NSW voters will be kept waiting for at least another seven months for a promised influx of new detectives to investigate violent crime, despite the fact that their graduation is just three weeks away.

As the state’s overflowing Goulburn police academy reaches breaking point, Crikey can reveal that 125 detectives undertaking the 2010 Police Detectives Course will be cooling their heels until at least February next year, after the academy was told to process more probationary constables instead.

The final two weeks of the 2010 course, originally slated to conclude in September, will now not commence until January, with a final graduation sign-off of March 2011. Until they graduate, detectives are not permitted to officially investigate a range of serious statewide offences.

Only three weeks of face time stands between the detectives and formal employment. But three weeks ago, the cohort was contacted by the head of the NSW Detectives Unit to say the Goulburn course would be delayed to accommodate their fresh-faced colleagues as part of the Keneally government’s push to put more frontline police on the street.

One frustrated detective, who requested anonymity, told Crikey that he was “devastated” that he had been forced to make way for the clutch of more visible youngsters.

“It’s all very well hiring more frontline police, but the government seems to have forgotten about the people that actually have to investigate the crime.

“The entire group is disappointed. It’s effectively an extra six months of the course…it’s an achievement to become a detective, and now we’re going to have to wait.”

However, the detective said that they were already undertaking some detective work under the radar due to a lack of resources — even though they hadn’t formally graduated.

“We’re not supposed to be doing it, but because the final subject is a formality, we’ve been told to work as if we’ve already graduated.”

In 2007, the Iemma government promised 1500 new police, including an influx of 200 fresh detectives “by 2011”. But the government is yet to fully deliver on either promise. Then Police Minister David Campbell told state parliament that detectives would be crucial to investigating grassroots crime, including “property, assault and other serious offences.” In a media release accompanying this year’s state budget, Police Minister Michael Daley said he would draft another 400 “frontline offices” by December next year, with an extra 250 by next June, but failed mention the fate of the detectives.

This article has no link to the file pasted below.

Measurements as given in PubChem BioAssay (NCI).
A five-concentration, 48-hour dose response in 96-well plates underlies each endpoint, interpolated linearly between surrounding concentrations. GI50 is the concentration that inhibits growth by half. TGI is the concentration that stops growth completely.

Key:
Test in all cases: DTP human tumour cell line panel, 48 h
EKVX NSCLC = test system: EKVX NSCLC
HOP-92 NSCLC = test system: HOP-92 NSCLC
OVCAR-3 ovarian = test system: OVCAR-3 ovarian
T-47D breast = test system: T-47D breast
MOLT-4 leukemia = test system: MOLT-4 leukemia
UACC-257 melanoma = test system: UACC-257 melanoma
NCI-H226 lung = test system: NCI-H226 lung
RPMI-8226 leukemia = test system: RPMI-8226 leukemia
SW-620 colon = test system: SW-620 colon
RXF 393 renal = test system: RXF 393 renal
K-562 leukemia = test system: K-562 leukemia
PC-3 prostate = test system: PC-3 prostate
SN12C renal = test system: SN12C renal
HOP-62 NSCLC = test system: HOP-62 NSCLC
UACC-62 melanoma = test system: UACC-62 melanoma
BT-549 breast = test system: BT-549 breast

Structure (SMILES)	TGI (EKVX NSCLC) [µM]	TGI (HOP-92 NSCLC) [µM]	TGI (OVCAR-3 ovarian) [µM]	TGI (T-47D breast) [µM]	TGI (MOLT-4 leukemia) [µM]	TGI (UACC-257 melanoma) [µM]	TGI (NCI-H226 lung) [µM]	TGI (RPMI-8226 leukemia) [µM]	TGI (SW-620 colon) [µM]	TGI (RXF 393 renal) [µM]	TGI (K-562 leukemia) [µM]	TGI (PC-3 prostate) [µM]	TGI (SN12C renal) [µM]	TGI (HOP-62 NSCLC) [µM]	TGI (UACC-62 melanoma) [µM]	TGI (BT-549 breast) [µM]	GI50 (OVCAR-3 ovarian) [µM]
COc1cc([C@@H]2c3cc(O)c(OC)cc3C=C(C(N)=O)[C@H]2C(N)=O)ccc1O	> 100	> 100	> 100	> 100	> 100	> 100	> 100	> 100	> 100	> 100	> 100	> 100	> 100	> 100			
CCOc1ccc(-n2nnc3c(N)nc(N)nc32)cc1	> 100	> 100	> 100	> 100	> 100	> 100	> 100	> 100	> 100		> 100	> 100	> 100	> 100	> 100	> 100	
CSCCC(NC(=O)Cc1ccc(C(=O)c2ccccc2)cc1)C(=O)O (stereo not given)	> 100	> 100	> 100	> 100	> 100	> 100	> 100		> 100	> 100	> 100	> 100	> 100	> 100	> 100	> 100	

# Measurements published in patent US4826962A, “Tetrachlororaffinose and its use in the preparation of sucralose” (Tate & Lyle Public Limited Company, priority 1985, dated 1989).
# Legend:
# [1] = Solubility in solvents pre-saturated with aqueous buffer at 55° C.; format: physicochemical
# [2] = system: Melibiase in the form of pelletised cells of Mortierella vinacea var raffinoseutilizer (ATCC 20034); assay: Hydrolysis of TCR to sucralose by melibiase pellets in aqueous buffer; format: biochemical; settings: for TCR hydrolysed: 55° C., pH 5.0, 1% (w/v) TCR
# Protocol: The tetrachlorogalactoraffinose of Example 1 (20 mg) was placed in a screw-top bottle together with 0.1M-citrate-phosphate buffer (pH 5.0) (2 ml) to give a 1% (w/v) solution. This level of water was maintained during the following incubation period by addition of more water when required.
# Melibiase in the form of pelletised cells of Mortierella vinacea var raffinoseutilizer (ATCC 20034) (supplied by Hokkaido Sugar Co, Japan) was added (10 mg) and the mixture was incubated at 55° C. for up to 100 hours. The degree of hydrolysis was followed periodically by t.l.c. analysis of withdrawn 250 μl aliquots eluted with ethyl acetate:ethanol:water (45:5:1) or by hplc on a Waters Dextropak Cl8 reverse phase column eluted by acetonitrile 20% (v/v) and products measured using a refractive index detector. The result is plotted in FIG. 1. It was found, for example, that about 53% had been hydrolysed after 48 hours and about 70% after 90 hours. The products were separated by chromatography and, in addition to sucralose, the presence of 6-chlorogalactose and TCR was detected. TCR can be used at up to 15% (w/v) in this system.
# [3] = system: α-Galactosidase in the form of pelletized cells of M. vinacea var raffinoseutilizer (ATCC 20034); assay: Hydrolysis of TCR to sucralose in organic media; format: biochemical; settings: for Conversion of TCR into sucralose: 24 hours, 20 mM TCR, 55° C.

While detectives do the most of the behind-the-scenes legwork to secure prosecutions, the junior constables would be visible in public and at graduation ceremonies well before next March’s state poll. Premier Kristina Keneally is expected to accompany a number of mortar board-throwing graduates on the hustings.

Shadow police minister Michael Gallacher accused the government of playing politics with graduation dates. He said he had been repeatedly contacted by police concerned about the delays.

“There is a clearly identified need for additional detectives on our streets, investigating crimes in our communities. It says a lot about the incompetence and conniving nature of NSW Labor that they’re willing to postpone Detective course graduations to make sure they have an adequate number of photo opportunities in the New Year.”

“Police Minister Michael Daley obviously wants as many graduating classes to take place during the election period as possible — to give him and Premier Kristina Kenneally something to do…it’s disgraceful that the future careers of predominantly young police recruits are becoming political footballs.”

A spokesperson for Daley confirmed that 125 detectives due to complete the course at Goulburn had had their graduation delayed until 2011.

But the spokesperson said the government was “on track” to deliver on its election commitment of 750 new police by the end of 2011 and that other detectives at the force’s Hurstville campus would still graduate this year.

The Goulburn facility has hit the headlines in recent weeks after the release of damning statistics on in-house alcohol offences and is groaning under the weight of young graduates marshalled by Keneally under her Bob Carr-style “tough on crime” election pledge.

NSW Police Association Secretary Peter Remfrey said the delay was “unacceptable”. “Other arrangements should be immediately put in place to allow the course’s completion and we’ll be making our feelings known to police command and the government.”

Detectives have told Crikey that the final phase of the course could easily be shifted from Goulburn to the University of Western Sydney’s Richmond campus, which is already setup for graduating inspectors and superintendents.

Peter Fray

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Peter Fray
Editor-in-chief of Crikey